Category Archives: Uncategorized

Mean Corpuscular Haemoglobin Concentration

(From June 2017 Paediatric Pearls Newsletter: Last in the “decoding the FBC” series by Dr Xanna Briscoe and Prof Irene Roberts for the time being)

Mean Corpuscular Haemoglobin (MCH) is the amount of haemoglobin per red blood cell.  MCHC is an estimate of the concentration of haemoglobin in a  given number of packed red blood cells.

MCHC = (Hb1 ÷ HcT2) x 100

Normal in children is 32-34% (adults 28-36%) depending on the lab

Chronic Anaemia

Iron Deficiency

Thalassaemia

spherocytosis

folic acid deficiency

Vit B12 deficiency

burns patients

sickle cell disease

 

What is PoTS? Is it an illness?

(From June 2017 Paediatric Pearls Newsletter)

It stands for Postural Orthostatic Tachycardia Syndrome, an autonomic disturbance

From support group POTS UK

leading to light-headedness, sweating, tremor, palpitations and near syncope in the upright position1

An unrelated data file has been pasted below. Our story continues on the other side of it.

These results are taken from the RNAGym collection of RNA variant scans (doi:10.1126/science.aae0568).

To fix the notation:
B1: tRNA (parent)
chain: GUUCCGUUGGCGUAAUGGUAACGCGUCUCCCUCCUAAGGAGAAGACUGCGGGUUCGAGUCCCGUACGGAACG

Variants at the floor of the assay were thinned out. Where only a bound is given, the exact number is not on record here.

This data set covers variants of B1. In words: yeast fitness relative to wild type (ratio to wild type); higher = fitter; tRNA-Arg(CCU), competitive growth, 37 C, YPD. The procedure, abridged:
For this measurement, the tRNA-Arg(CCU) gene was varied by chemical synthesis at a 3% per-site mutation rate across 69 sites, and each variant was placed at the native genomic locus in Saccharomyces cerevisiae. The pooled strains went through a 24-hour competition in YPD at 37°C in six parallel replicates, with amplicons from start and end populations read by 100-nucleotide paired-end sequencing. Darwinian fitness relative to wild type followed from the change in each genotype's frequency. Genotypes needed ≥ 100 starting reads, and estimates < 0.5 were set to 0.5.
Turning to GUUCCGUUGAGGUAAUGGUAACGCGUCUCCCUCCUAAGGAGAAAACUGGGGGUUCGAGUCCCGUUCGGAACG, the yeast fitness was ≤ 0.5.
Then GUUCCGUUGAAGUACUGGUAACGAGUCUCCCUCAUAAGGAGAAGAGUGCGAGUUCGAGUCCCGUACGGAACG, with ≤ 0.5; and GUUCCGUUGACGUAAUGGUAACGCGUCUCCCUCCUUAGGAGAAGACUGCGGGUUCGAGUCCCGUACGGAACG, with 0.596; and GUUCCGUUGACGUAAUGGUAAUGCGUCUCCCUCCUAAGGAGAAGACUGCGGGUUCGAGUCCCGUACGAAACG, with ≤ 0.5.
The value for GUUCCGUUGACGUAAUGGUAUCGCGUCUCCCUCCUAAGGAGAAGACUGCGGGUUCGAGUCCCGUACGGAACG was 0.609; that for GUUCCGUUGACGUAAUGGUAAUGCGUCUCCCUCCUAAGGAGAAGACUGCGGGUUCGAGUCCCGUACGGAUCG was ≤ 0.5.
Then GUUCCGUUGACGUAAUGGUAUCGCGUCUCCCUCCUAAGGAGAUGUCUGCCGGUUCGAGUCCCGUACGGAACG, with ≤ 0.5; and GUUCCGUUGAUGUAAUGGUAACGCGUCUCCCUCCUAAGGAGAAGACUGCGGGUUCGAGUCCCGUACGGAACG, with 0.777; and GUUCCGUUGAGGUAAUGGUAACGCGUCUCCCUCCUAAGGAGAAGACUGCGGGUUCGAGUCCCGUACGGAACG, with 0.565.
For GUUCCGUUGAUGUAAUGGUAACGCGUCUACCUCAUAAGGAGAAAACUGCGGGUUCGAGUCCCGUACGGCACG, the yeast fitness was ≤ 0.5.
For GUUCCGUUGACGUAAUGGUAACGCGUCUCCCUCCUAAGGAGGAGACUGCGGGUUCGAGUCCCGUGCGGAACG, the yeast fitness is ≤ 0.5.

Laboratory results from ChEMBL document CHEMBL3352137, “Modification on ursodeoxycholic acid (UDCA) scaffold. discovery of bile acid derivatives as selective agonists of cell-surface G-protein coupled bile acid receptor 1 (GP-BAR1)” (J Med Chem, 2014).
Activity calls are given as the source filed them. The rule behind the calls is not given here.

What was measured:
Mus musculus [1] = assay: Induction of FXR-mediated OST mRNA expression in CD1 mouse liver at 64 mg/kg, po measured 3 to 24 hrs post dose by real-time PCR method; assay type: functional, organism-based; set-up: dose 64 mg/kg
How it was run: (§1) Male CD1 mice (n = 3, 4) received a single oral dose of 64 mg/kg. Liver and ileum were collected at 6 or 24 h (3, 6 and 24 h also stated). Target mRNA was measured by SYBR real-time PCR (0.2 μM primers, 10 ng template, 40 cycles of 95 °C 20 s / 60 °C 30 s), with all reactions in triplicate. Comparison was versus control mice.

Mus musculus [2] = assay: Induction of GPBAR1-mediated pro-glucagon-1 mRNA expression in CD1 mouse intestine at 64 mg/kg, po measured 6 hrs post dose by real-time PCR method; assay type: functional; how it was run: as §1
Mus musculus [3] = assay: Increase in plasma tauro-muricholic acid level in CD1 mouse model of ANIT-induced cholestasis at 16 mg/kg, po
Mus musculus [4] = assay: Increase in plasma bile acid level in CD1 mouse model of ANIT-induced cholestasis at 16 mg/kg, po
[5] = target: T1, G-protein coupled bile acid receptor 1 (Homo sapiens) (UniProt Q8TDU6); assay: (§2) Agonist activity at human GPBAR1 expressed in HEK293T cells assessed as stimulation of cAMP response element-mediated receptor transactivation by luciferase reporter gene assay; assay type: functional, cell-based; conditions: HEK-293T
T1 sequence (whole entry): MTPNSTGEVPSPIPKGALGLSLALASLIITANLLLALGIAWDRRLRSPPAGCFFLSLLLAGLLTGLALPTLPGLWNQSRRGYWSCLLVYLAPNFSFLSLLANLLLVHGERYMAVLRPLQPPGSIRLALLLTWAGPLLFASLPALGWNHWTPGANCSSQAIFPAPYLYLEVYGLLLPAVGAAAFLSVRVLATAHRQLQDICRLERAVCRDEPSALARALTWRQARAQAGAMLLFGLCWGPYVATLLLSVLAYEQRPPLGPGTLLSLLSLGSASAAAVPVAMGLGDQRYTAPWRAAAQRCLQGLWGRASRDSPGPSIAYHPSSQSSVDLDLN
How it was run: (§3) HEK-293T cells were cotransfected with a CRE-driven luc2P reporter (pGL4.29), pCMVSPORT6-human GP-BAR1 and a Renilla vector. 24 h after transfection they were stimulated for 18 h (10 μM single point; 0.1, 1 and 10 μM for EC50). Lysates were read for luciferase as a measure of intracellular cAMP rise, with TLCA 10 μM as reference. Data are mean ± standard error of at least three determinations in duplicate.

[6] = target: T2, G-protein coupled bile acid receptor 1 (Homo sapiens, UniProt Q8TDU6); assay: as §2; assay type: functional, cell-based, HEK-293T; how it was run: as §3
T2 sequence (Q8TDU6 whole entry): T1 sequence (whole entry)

Definition:

  • Heart rate >120bpm on standing
  • HR increase > 40bpm after 10 minutes of standing (if aged 12-19 yrs. >30bpm if older)2

 

  • Despite our traditional concern with lying and standing blood pressures, it
    is the persistent tachycardia that characterises this health condition. Blood
    pressure may not change at all.
  • Recognised in age group 12 – 50, female to male ratio of 5:1
  • Can be primary (eg. adolescence) or secondary (eg. diabetes, hypermobility)
  • Different types and some are associated with a particular gene mutation
  • Can be diagnosed on tilt table or active stand test if necessary
  • Reassurance, a healthy lifestyle with sufficient aerobic exercise and fluid
    intake will help with symptoms and most adolescents grow out of it

 

URINALYSIS

(From June 2017 Paediatric Pearls Newsletter)

Also see:

Blood

  • Red or brown urine does not always mean blood
  • High false positive rate (eg. haemoglobinuria, myoglobinuria, concentrated urine, menstrual blood in the urine sample, rigorous exercise) so dipstick positive blood needs to be looked at under the microscope to accurately diagnose haematuria
  • False negative possible if specific gravity is < 1007
  • Significant haematuria is defined as ≥ 10 red blood cells (≥ 3 in adults) per high-power field in a properly collected and centrifuged urine specimen